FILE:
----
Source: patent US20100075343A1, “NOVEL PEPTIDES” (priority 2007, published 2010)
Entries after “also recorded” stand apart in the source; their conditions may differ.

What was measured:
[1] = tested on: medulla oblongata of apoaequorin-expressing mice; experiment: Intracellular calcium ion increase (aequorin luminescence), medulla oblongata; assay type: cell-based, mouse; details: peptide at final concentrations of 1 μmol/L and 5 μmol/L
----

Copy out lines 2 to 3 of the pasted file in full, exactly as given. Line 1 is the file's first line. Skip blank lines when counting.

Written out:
Entries after “also recorded” stand apart in the source; their conditions may differ.

What was measured: